Unsurprisingly, many black media outlets are abuzz with anticipation for the release of Think Like a Man, the film adaptation of Steve Harvey's self-help book of a similar name. Though I have sometimes chafed at Harvey's ideas through the years, it cannot be denied that he has worked very hard to build a brand and deliver consistently engaging entertainment to his core audience. Along with Harvey, the film's cast deserves some of this shine: Regina Hall is seriously funny, Michael Ealy is clearly leading man beautiful, and because I saw Meagan Good in Eve's Bayou as a teenager, no amount of bad roles can convince me that she is anything less than capable of revealing much nuance and color in her performances.
I also believe that there must be diversity in the images of African Americans in the cinematic arts and across all forms of media. There should be space for the lowbrow and the high, the absurd and the serious and everything in between. Most of us agree with this in theory, yet we hypocritically shun and disparage whatever seems to ignore popular sociopolitical issues if it happens to feature a black cast. This places an extra burden upon black artists to at all times produce work that is blatantly edifying. According to Viola Davis, this stifles. "The black artist cannot live in a revisionist place," she told Tavis Smiley while discussing her Academy Award nomination for The Help.
I hear echoes of Zora Neale Hurston's struggle with the "niggerati" in this sentiment, along with British writer's Virginia Woolf's assessment of the limitations of Jane Eyre's author Charlotte Bronte: "She will write in a rage where she should write wisely. She will write of herself where she should write of her characters. She is at war with her lot." Honestly, I don't want to watch a film or read a novel that is so excessively pedantic that the language does not move me, the characters aren't believable, and the plot frustratingly predictable.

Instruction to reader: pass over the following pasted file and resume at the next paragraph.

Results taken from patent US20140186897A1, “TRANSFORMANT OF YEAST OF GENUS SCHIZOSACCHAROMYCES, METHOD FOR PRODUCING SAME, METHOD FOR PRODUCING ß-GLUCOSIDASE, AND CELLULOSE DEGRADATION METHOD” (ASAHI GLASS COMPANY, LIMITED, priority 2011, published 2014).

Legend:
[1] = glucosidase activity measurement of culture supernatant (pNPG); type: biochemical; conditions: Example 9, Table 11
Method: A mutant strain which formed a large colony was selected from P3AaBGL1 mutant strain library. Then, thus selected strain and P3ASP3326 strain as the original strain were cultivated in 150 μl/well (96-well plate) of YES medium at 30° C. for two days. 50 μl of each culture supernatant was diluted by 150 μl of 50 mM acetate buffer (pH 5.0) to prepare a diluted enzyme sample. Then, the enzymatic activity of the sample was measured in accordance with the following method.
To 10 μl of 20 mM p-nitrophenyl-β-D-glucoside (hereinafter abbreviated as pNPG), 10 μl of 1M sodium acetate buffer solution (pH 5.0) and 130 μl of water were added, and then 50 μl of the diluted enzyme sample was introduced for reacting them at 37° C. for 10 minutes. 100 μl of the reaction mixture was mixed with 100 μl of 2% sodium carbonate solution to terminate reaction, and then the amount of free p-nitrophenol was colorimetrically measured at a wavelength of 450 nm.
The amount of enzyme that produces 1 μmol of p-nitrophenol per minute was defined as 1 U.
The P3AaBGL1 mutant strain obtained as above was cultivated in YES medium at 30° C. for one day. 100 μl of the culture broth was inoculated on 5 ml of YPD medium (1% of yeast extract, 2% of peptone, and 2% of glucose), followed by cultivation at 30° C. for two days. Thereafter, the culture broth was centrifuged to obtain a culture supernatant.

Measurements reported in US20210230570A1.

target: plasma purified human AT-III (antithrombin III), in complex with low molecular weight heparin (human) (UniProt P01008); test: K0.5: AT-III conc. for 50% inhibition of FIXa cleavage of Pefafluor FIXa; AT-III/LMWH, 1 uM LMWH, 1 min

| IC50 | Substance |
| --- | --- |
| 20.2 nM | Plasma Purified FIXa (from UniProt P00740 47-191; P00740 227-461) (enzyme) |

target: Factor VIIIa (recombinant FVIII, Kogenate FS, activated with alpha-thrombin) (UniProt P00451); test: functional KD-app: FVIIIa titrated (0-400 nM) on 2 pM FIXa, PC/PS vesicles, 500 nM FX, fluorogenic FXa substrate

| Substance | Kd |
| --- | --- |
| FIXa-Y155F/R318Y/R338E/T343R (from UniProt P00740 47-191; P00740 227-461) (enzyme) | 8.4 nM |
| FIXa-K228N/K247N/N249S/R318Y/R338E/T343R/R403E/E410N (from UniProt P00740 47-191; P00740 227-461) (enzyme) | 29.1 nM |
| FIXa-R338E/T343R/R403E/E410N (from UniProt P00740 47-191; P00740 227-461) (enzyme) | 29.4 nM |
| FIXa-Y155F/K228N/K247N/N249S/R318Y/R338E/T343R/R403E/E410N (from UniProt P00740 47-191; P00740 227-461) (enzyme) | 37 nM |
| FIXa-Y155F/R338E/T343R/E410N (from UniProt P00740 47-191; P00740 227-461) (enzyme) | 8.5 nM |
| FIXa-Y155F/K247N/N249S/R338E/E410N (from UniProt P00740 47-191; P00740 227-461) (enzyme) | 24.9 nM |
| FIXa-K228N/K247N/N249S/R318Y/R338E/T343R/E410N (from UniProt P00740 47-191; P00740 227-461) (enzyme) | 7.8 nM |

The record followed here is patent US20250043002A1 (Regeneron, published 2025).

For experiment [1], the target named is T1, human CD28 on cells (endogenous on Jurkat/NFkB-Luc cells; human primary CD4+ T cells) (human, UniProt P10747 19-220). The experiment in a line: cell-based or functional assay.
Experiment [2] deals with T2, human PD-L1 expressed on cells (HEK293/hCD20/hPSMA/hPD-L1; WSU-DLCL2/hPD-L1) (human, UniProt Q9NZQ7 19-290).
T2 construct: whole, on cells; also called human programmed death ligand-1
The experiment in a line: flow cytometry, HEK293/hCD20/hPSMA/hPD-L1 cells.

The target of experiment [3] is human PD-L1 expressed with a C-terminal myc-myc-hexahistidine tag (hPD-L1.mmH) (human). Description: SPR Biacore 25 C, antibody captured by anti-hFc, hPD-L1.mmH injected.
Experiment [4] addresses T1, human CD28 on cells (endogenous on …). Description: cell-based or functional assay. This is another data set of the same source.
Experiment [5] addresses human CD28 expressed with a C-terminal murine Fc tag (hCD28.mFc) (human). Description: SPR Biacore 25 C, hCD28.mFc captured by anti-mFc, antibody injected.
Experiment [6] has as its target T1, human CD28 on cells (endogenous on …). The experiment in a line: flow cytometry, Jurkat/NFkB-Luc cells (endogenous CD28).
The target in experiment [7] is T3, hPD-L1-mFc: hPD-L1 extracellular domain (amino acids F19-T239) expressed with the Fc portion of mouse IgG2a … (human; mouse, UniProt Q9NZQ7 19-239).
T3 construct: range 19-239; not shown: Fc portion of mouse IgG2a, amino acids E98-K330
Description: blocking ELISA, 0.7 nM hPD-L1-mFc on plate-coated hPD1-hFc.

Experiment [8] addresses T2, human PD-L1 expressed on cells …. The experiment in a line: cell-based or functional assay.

While I do not suggest that black artists ignore the reality of our inequality in this country, I do believe that audiences should demand quality and authenticity in the portrayals of our humanity. My main issue with Think Like a Man, Tyler Perry's films, or even Mary J. Blige's Burger King commercial, is not their lack of political or social progressiveness; it is one of truth and creativity. Heavy on tropes, they often seem to go for the cheap joke or the obvious plot twist in an attempt to pander, dismissing the intelligence of their audience. But if skillfully and sincerely made, even the bawdiest comedy can stir a viewer's innate creativity. Any work of art with a real human touch can encourage its audience to consider possibilities outside of the day to day, expand its capacity for thought, love, and action, or simply to make it through to another moment. If you believe the personal is political like I do, then you'd agree that inspiration like this can only work toward the broader goals of our community. I will know that we have evolved when our primary concern and demand of art and artists is this: is it real? Do I believe you?
There are several upcoming releases of black films that prioritize authenticity and artistic integrity and insist on speaking to the core of the human spirit. The gorgeous Restless City, directed by fashion photographer Andrew Dosunmu, accomplishes this and elegantly so. The film tells the story of Djbril, a young Senegalese man who hustles along Canal Street in Manhattan amid a community of immigrants from all over Africa trying to get by in America. Like many who move to New York in search of their dreams, he is much more than the sum of his daily grind. He is an aesthete, a gentleman, and most importantly, a singer -- it's just that the mundaneness of survival has taken priority above the full expression of his art. Meeting the lovely Trini, a prostitute who works for one of his merchandisers, lights a fire under Djibril, and he gains a renewed interest in pushing his life and ambition forward.
The performances of the actors playing Djibril and Trini (Sy Alassane and Nicole Grey, respectively) are stunning in their subtlety, necessarily so because the film's dialogue is sparse. Here is where Director of Photography Bradford Young steps in and with the creative use of light, color, and reflective surfaces, drives along the story, beautifully illuminating a New York that American audiences rarely see. Costumer Mobolaji Dawodu attires the cast soulfully in warm reds, sleek lines, and vibrant patterns. Just like real-life black people, Djibril and Trini are sensual, stunning, charming, despite the surface travail of their lives. The soundtrack, too, has a part in driving the film ahead: there is a sexy scene (my favorite) where the main characters share a meal, giving themselves over to their steady but life-changing love as Jessye Norman's soprano enlivens the background.
As viewers, we have more power in determining what we consume than we often realize. I'd like to think that given the right access and information, more of us would decide on art that entertains as it takes us higher.
Restless City opens in limited theatrical release on Friday, April 27 in New York, Los Angeles, and Atlanta and May 4 in Chicago, D.C., Philadelphia, Detroit, and Seattle.
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